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Dr. Ettore Perozzi

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Ettore Perozzi is a planetary scientist working on celestial mechanics and space mission design. He is presently involved in Asteroid hazard monitoring at the ESA Near-Earth Object Coordination Centre (ESRIN, Frascati, Italy). Throughout his career education and public outreach has always represented a major interest leading to the publication of articles and books on popular astronomy. The Italian edition of the book “Celestial Mechanics – Waltz of the Planets” (co-authored with Alessandra Celletti, Springer-Praxis 2007) has been awarded the Galileo Prize for scientific literature in 2008; his illustrated books for kids “Il Cielo Sotto la Terra” (Lapis 2005, 2011) has been translated into several languages. Many public conferences have been delivered on subjects ranging from the human exploration of the solar system to updating the link between astronomy and music (Rock Around the Planets). He is a founder member of the “asSaggi Science Bookshop” (Via degli Etruschi 4, Roma, Italy – Asteroid number 10027 bears his name.

The asteroid hazard after Chelyabinsk: new solutions for an old problem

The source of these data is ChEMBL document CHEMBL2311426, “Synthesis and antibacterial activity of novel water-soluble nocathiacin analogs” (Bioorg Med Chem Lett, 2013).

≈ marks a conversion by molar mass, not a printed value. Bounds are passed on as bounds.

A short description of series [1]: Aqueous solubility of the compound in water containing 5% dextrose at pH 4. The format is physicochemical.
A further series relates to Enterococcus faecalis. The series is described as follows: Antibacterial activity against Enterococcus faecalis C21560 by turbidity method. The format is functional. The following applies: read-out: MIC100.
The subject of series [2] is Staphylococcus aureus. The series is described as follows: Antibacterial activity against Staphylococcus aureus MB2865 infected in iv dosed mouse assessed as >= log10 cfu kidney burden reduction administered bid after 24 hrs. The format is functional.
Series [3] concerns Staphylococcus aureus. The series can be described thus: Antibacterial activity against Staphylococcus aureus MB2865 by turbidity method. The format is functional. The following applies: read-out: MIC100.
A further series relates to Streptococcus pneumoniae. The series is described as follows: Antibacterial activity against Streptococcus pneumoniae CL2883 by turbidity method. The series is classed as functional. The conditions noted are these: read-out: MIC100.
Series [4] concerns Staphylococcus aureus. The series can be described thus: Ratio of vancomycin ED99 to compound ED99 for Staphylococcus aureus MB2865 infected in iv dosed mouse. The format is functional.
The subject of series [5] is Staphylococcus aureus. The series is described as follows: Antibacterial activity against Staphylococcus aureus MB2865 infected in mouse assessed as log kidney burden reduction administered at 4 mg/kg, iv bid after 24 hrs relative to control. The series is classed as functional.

In the comic strip series “Asterix the Gaul”, the occupants of the little village on the Armorican coast who are used to drink a potion giving superhuman strength, are scared of nothing except of the sky falling on their heads. Long before, the dinosaurs, which were ruling life on our planet since almost two hundred million years, had no anticipation that they were soon to be wiped out by a celestial body fallen from the sky. This gives a good representation of the human perception of the asteroid hazard, oscillating between panic and underestimation. Yet what happened on 15 February 2013 early morning over the Russian city of Chelyabinsk, when a space rock about 18m in diameter entered the Earth atmosphere exploding at some 20 km of altitude represented a challenge for both scientific research and science communication. Reality was broadcasted worldwide almost in real time through the social media calling for new answers to the old questions. How come that no-one saw it coming? Not even when the present Near Earth Asteroids discovery rate has reached an astounding 1000 objects per year (that is as many as during the whole century after the discovery of Eros, the first Earth crossing asteroid)? What about if the Chelyabinsk superbolide were of a larger size? Are we at risk of sharing the fate of the dinosaurs? Were the Gauls quite right, after all? Answering these questions means to enter the subtleties of asteroid hazard, tackling probabilistic issues and learn from statistics that unusual events do indeed happen.

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